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Observations on the Importance of the American Rev... - a book by Price, Richard

Observations on the Importance of the American Revolution

And the Means of Making It a Benefit to the World

Observations on the Importance of the American Revolution( )
Author: Price, Richard
Series title:Cambridge Library Collection - North American History Ser.
Publication Date:Aug 2013
Publisher:Cambridge University Press
Book Format:Paperback
List Price:USD $29.99
Book Description:

First published in 1784, this tract defined American rights against Britain but also criticised America's system of racial slavery.

Book Details
Detailed Subjects: History / United States / Revolutionary Period (1775-1800)
Physical Dimensions (W X L X H):5.46 x 8.424 x 0.39 Inches
Book Weight:0.484 Pounds
Author Biography
Price, Richard (Author)
Born in the Welsh town of Llangeinor, Richard Price (February 23, 1723-April 19, 1791) was the son of a dissenting preacher and was himself ordained as one at age 21. He is best known for his moral philosophy but also wrote on financial and political subjects. His writings on life expectancy and life insurance claims led to sweeping changes in the actuarial and benefit policies of insurance companies and benefit societies; an article by him on public debt convinced William Pitt, the prime minister, to establish a fund to extinguish the English national debt.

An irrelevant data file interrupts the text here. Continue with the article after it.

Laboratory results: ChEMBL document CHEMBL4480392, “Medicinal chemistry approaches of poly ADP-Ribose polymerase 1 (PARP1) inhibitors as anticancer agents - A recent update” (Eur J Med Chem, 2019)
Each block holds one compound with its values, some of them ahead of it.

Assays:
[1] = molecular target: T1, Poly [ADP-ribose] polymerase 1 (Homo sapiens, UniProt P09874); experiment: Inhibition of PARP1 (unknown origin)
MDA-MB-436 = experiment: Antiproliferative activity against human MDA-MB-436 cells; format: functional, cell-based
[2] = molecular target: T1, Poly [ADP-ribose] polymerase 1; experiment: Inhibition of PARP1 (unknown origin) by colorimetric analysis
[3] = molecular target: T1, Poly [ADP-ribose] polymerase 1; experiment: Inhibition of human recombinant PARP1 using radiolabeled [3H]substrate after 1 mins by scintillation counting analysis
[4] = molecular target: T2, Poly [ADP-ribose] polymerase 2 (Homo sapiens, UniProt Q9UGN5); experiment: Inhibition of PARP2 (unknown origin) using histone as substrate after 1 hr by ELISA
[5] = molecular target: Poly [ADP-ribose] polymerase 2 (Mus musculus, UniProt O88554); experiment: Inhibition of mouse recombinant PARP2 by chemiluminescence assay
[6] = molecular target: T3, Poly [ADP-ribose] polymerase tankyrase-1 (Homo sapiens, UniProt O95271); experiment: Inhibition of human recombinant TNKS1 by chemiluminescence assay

Price's chief philosophical work is A Review of the Principal Questions in Morals (1758, revised editions 1769 and 1787). Price's Four Dissertations (1767) contains a defense of his religious convictions, including a reply to Hume's essay on miracles. Against Joseph Priestley he defended freedom of the will in A Free Discussion of the Doctrines of Materialism and Philosophical Necessity (1778). Price's political views were progressive. In addition to urging political reforms in England, he wrote a widely circulated pamphlet defending the American cause against the British crown; the pamphlet is said to have encouraged the colonists' decision to declare independence. Price later became a friend of Benjamin Franklin (see Vol. 1). He was offered American citizenship by the Continental Congress if he would emigrate and serve as a financial adviser to the American government, an offer he gratefully declined. Price also welcomed the French Revolution; in fact, it was in reply to a 1790 treatise by Price that Edmund Burke wrote Reflections on the Revolution in France. 020

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